Thursday, 11 June 2009
confusion yum: chili meets salsa meets italy, and it all gets kitchendanced
Sometimes, I don't wanna cook the tomatoes because actual ripe tomatoes are so wonderful after a winter of using canned or dried ones. But I want chili. And then I thinks to myself : what *is* chili, really, but cooked salsa? Maybe I'll just make some salsa and put it on rice. And then I thinks: oooh, look, dried mushrooms, and isn't that fresh basil in the fridge? Maybe I want a nice fresh basil tomato mushroom sauce. But with chocolate. Finally, I think: I want it ALL. I don't care if it goes together.
Confession: I don't just think this. I say it out loud, at the tomatoes, as if they have an opinion on the subject.
The result is wonderful. In fact I will be making it again, much more decisively, and without consulting the tomatoes at all. And again, and again, because it's ridiculously easy and pretty and colourful and enables me to eat chocolate and chickpeas for dinner at the same time, both of which rank very high on my "foods to get excited about" scale. And the tomatoes agree. They told me so.
3 cloves garlic
2 nice fresh (opinionated) tomatoes
1 red or orange pepper
1 bunch basil (I ended up with just over 1 cup)
1 sprig of fresh rosemary leaves
a handful of dried mushrooms
1 heaping tbs of capers, drained
a handful of sundried tomatoes, soaked in just enough hot water to cover
See that list of stuff above? Chop it all into tiny bits and dump it in a bowl along with the soaking water from the tomatoes, if your tomatoes are pre-soaked. If you (like me) aren't the kind of girl to have presoaked sundried tomatoes around, just set them soaking now, and add them later. If you've been good and read to the end of the recipe, you'll realize you have half an hour of fudge time on the tomato-soaking.
1 lemon of lemon juice
1 lime of lime juice
2 tbs of toasted cumin seeds
1 tbs of dried chili (I used one that was described as "sultry", ie.. a nice complex sweet hot, but use whatever kind strikes your fancy)
some ground black pepper, to taste
3 tbs of finely grated unsweetened chocolate (I grate it with a lemon zester)
and a sprinkling of cocoa nibs too
sea salt (I used smoked)
2 c of sprouted chickpeas (or cooked chickpeas, or other sprouted legume...) I used sprouted green chickpeas because they're both yummy and pretty.
Stir this around and then let it sit while you cook rice or read a book or whatever. It needs at least half an hour for the mushrooms to soak up liquid
Just before serving, stir in a tbs or so of toasted and ground sesame seeds or almonds. Chopped mango is also nice in this, but I accidentally ate most of it while waiting for the rice to cook, so only about 1/4 of a mango actually made it into this dish. I highly recommend using more than 1/4 mango, but these things happen. You can't really expect me to know that there is a chopped mango sitting right there and not eat it. It's just impossible. There will be a fair amount of liquid in this dish. I like that, because you can then pour it over rice. If you want a thicker liquid, add tahini or peanut butter, or just don't add the tomato-soaking water.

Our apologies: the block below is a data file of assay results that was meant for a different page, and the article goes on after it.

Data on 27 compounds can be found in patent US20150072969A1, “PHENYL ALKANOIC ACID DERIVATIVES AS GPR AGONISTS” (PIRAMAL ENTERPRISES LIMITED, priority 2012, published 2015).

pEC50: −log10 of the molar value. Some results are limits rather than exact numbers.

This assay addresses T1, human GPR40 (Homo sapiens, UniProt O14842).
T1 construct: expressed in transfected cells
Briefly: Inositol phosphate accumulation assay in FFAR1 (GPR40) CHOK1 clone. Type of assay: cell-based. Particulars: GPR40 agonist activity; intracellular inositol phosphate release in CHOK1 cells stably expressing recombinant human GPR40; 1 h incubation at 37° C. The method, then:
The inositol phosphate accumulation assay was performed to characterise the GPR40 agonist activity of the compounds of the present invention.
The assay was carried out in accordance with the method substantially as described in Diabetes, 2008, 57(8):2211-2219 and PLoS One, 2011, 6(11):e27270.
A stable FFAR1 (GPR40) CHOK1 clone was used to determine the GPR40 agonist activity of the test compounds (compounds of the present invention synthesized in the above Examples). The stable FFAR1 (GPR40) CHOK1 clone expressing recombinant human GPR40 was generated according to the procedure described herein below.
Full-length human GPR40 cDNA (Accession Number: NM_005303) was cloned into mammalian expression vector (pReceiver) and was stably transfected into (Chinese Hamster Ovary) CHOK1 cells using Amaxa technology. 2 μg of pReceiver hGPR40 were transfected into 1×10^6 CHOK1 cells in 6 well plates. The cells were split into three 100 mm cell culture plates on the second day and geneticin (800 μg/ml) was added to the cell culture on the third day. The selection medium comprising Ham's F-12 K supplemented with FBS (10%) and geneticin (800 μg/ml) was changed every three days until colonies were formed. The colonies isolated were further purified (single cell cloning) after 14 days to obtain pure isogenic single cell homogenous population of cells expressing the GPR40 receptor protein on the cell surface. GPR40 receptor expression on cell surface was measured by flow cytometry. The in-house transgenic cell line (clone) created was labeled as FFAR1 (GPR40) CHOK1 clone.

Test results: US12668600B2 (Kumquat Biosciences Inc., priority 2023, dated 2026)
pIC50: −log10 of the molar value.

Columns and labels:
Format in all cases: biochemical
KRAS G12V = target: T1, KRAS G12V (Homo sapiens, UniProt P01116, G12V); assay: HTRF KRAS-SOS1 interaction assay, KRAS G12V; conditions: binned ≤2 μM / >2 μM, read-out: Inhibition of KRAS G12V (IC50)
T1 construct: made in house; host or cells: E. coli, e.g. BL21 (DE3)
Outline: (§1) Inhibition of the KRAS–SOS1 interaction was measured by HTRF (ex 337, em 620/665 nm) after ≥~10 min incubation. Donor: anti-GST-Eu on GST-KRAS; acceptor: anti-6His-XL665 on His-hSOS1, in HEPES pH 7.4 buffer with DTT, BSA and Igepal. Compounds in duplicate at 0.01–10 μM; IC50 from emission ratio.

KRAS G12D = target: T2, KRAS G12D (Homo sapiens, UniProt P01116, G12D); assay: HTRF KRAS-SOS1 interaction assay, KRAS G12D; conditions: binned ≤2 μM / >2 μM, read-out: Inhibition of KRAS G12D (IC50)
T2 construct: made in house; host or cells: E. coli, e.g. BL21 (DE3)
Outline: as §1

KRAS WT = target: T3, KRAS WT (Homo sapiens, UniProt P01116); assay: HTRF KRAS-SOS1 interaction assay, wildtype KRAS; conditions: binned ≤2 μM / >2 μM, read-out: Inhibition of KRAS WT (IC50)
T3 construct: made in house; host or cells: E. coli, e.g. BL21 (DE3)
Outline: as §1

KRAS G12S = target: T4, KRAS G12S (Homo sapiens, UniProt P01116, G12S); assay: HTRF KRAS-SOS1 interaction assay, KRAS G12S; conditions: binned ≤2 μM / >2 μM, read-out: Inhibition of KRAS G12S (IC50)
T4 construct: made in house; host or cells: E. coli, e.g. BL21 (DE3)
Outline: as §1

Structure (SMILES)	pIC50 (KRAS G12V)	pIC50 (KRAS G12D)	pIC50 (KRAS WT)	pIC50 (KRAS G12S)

I just stirred this into warm rice and scarfed it down. It was one of those Very Satisfying Meals. Comfort food for summer, I guess. If one can call what we have here in Edinburgh "summer". I mean, I am typing this in a toque. But it's a cotton toque and it's light out at 11 pm. So, summer.
A note on the chocolate. I've been using Willy's Supreme Cacao a lot lately. It's an unsweetened block of cocoa (100% cacao, meaning that it contains only cacao solids, including cacao butter... this is not just pressed cacao powder) that you grate onto foods. I like the Venuzuelan Black variety. At first glance, the price tag seems high, but a block of the stuff goes a long way, and even if it didn't, it's so good that I don't care. Oh yes. Fuck all the vegan parm substitutes. Just grate this on everything. I kid you not. I've put it on pasta and tomato sauce, on chili, on middle eastern soups, even on a pear and arugula pizza. The dude behind this chocolate clearly knows what he's doing. He's made a super duper high quality chocolate without any of the pretense and preciousness I've come to expect/tolerate from high-end single-origin, handmade, slave free (I could keep going on the qualifiyers, but let's just say ethical and damn fine) chocolate. So if you're in the UK, check out his stuff. Then, make confused chili.
the tomatoes dance to their death to the diabolical strains of : this offer is unrepeatable, by elvis costello